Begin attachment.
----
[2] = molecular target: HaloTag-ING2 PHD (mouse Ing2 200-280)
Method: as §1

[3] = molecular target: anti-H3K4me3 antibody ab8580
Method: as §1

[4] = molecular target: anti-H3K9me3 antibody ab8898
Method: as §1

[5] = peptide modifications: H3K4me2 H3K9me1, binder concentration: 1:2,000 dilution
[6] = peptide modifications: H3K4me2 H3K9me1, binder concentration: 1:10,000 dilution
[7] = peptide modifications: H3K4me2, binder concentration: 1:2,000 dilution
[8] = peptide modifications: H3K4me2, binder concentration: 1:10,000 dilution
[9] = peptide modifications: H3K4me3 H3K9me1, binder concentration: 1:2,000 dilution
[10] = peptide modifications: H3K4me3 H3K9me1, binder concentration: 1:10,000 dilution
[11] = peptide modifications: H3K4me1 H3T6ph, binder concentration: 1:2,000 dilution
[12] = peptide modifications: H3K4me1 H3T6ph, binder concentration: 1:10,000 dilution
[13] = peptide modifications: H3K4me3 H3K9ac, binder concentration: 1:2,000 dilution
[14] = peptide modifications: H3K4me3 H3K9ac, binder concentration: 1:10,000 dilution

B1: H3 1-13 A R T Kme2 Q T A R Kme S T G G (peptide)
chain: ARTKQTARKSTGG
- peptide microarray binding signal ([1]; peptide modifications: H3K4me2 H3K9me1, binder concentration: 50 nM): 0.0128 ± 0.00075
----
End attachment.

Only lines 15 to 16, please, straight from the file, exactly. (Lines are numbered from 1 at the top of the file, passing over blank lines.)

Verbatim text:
[13] = peptide modifications: H3K4me3 H3K9ac, binder concentration: 1:2,000 dilution
[14] = peptide modifications: H3K4me3 H3K9ac, binder concentration: 1:10,000 dilution